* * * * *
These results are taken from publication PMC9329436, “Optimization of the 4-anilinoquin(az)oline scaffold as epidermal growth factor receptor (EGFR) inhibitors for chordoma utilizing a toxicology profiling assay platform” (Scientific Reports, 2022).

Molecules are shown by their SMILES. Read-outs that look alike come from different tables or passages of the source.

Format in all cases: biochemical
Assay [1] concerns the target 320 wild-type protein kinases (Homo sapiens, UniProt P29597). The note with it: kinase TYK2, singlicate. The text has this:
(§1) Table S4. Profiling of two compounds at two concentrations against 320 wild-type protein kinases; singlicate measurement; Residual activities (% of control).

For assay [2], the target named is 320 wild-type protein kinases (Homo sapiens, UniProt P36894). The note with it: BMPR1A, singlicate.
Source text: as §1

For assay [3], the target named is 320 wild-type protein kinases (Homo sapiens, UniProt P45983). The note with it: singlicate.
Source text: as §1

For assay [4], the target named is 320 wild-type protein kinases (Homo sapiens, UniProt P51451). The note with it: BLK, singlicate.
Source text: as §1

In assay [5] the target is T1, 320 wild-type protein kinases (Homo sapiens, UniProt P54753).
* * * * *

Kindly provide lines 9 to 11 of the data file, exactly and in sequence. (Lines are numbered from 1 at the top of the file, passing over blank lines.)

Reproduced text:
Source text: as §1

For assay [4], the target named is 320 wild-type protein kinases (Homo sapiens, UniProt P51451). The note with it: BLK, singlicate.
Source text: as §1